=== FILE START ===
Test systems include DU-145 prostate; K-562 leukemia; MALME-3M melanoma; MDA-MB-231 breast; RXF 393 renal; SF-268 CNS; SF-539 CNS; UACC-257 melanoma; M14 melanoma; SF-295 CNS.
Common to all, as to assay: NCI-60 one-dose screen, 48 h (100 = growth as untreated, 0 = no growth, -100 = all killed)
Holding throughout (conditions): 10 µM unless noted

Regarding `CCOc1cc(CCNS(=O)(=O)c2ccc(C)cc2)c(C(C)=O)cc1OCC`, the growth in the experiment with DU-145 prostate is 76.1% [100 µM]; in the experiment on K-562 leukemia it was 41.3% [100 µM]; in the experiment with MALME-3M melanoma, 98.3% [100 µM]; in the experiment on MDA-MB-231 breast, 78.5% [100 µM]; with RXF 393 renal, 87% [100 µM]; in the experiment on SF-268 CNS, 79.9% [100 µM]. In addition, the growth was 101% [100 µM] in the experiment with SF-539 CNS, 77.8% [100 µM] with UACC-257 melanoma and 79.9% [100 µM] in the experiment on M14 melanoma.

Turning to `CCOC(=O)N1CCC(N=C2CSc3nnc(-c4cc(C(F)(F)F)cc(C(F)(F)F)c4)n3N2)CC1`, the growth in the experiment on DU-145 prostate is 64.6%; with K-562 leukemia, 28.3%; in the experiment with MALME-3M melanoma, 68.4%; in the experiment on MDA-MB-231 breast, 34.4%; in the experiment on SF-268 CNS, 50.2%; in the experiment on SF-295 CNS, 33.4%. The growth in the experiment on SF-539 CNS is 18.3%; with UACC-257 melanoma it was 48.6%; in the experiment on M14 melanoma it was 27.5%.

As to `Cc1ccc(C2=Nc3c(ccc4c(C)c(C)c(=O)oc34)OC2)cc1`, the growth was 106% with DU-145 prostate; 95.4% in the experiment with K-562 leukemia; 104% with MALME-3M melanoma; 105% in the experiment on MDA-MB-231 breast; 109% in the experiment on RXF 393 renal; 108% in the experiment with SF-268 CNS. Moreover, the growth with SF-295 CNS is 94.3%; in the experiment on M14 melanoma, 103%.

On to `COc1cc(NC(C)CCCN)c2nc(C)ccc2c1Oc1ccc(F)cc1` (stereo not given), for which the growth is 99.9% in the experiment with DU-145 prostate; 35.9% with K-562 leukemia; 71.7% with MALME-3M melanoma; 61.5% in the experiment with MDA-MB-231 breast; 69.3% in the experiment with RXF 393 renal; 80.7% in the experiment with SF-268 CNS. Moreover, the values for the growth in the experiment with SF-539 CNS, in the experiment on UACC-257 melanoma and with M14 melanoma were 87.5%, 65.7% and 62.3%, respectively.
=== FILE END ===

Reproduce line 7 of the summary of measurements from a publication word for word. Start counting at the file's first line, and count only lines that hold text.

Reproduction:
On to `COc1cc(NC(C)CCCN)c2nc(C)ccc2c1Oc1ccc(F)cc1` (stereo not given), for which the growth is 99.9% in the experiment with DU-145 prostate; 35.9% with K-562 leukemia; 71.7% with MALME-3M melanoma; 61.5% in the experiment with MDA-MB-231 breast; 69.3% in the experiment with RXF 393 renal; 80.7% in the experiment with SF-268 CNS. Moreover, the values for the growth in the experiment with SF-539 CNS, in the experiment on UACC-257 melanoma and with M14 melanoma were 87.5%, 65.7% and 62.3%, respectively.